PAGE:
There are plenty of decent people who work long and hard in government but leave no imprint. There are others who move and shake but produce no discernible improvements. Credit Linda Rossi with both clear vision and determined energy in the 3 1/2 years she has served as head of Maryland's juvenile services programs, one of state government's most thankless tasks.
Rossi was set to serve through Governor Schaefer's second term, but if an irresistible job offer from her home state of Rhode Island is approved by the legislature there, she will soon be departing Maryland. If so, she will leave behind a department still making the difficult transition from a system largely oriented toward incarcerating children toward one that depends more on small, community-based programs geared toward providing intensive supervision of wayward juveniles.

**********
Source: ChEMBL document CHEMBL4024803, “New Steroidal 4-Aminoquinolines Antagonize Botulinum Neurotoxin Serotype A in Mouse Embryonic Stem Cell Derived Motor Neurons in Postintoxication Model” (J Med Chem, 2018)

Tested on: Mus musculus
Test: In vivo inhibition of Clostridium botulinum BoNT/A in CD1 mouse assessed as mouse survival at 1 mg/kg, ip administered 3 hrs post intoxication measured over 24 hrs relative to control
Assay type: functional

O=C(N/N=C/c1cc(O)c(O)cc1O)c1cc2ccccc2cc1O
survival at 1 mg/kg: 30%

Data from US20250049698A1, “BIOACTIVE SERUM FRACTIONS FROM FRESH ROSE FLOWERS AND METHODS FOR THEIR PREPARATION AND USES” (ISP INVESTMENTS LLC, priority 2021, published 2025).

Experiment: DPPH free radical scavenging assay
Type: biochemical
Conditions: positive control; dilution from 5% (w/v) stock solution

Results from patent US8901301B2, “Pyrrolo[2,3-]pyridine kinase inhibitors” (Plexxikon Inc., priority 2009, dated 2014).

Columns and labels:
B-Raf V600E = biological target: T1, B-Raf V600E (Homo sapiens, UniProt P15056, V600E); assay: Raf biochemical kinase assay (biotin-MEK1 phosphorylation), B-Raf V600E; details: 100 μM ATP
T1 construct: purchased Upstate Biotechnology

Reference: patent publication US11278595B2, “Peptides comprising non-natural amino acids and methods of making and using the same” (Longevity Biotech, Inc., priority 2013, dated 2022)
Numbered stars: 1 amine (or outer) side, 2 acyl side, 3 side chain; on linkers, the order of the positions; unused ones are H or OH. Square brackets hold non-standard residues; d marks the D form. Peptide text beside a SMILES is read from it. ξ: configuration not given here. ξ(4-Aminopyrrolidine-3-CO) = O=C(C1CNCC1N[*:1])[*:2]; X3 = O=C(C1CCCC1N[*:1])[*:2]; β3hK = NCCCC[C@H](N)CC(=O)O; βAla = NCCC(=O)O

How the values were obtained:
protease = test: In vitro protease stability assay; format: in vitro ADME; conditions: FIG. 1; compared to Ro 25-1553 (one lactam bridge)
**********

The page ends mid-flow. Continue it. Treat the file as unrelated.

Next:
Rossi's tenure hasn't always been smooth. Her goal of more humane and effective services for Maryland's young people involves risks for legislators, something no elected official likes. The process of reaching that goal also brings unwelcome changes for departmental personnel accustomed to old ways, whether they work or not. Even with those difficulties, Rossi has produced real progress toward effective juvenile services. She has made a difference, and she will be missed.